Micro-chipping away at privacy: privacy implications created by the new Queensland driver licence proposal

Hart, Caroline ORCID: https://orcid.org/0000-0001-5752-5543 (2007) Micro-chipping away at privacy: privacy implications created by the new Queensland driver licence proposal. Queensland University of Technology Law and Justice Journal, 7 (2). pp. 305-324. ISSN 1445-6230

Text (Submitted Version)

Download (174kB)


Queensland Transport plans to launch its 'New Queensland Driver Licence' Smartcard in 2008. The introduction will commence in November 2008 as a pilot with a complete rollout in July 2009. Delivery of the smartcard driver licence could be through a public-private partnership, with revenue earned through the partnership helping to offset the costs of the new driver licence. The most recent media statement on the proposal, dated January 18 2007, confirmed that shortlisted bidders had been invited to submit binding bids for the development of the new licence. This will make Queensland the first State in Australia to introduce a smartcard driver licence.
Whilst Queensland Transport has specifically addressed issues of privacy in its Privacy Management Strategy, the use of the smartcard technology will occur despite the absence of clear legislative protections including legal redress for information privacy. The Australian Law Reform Commission (ALRC) in its recent Review of Australian Privacy Law Discussion Paper (ALRC Discussion Paper) has identified the use of smartcards as raising significant privacy concerns including their lack of anonymity; their ability to collect vast amounts of information; and the ability to generate profiles. It is disappointing that Queensland has failed to implement the recommendations of the 1998 Queensland Legal, Constitutional and Administrative Review Committee's Report on Privacy in Queensland that would have created adequate protections for privacy as a means of balancing the privacy concerns associated with smartcards. This article considers the privacy implications associated with the NQDL Proposal particularly in the absence of state privacy legislation. It concludes that information privacy legislation in Queensland is required as a matter of priority.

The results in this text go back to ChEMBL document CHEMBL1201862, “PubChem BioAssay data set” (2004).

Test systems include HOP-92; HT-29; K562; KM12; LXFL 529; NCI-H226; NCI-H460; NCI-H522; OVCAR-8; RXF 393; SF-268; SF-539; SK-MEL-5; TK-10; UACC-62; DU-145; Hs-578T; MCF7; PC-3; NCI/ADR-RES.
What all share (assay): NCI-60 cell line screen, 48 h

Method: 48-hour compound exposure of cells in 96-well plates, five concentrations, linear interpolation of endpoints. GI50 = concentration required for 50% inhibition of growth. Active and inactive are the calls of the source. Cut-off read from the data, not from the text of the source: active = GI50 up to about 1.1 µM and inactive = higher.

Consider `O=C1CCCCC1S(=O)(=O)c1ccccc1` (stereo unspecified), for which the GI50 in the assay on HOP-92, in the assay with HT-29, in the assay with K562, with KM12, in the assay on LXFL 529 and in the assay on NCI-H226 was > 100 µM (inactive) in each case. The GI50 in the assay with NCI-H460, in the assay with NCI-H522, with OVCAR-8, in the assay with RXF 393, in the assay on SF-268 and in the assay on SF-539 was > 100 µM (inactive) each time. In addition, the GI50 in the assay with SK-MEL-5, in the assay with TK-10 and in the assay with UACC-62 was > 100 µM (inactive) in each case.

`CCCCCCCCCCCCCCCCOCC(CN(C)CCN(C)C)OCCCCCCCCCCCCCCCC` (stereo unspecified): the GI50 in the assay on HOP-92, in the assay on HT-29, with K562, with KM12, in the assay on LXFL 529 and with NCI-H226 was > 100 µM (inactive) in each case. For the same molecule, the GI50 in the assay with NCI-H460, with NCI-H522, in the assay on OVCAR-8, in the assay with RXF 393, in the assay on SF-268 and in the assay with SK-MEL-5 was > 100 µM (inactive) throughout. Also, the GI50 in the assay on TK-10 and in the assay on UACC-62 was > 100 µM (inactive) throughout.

Statistics for USQ ePrint 4260
Statistics for this ePrint Item
Item Type: Article (Commonwealth Reporting Category C)
Refereed: Yes
Item Status: Live Archive
Additional Information: Author's version deposited in accordance with the copyright policy of the publisher. The article as it appears at that site is the only authorised version of this article. The copyright in the print and electronic appearance of the article are held by QUT and the copyright in the content of the article is held by the author. http://www.law.qut.edu.au/ljj/editions/v7n2/pdf/10_Queensland_Driver_Licence_HART.pdf
Faculty/School / Institute/Centre: Historic - Faculty of Business - School of Law (1 Apr 2007 - 31 Dec 2010)
Faculty/School / Institute/Centre: Historic - Faculty of Business - School of Law (1 Apr 2007 - 31 Dec 2010)
Date Deposited: 10 Jul 2008 03:02
Last Modified: 26 May 2022 23:22
Uncontrolled Keywords: privacy; technology; public-private partnership; government policy; public law; driver licence
Fields of Research (2008): 16 Studies in Human Society > 1605 Policy and Administration > 160510 Public Policy
08 Information and Computing Sciences > 0803 Computer Software > 080303 Computer System Security
18 Law and Legal Studies > 1801 Law > 180103 Administrative Law
Fields of Research (2020): 44 HUMAN SOCIETY > 4407 Policy and administration > 440709 Public policy
46 INFORMATION AND COMPUTING SCIENCES > 4604 Cybersecurity and privacy > 460499 Cybersecurity and privacy not elsewhere classified
48 LAW AND LEGAL STUDIES > 4807 Public law > 480701 Administrative law
Socio-Economic Objectives (2008): C Society > 94 Law, Politics and Community Services > 9404 Justice and the Law > 940407 Legislation, Civil and Criminal Codes
URI: http://eprints.usq.edu.au/id/eprint/4260

Actions (login required)

View Item Archive Repository Staff Only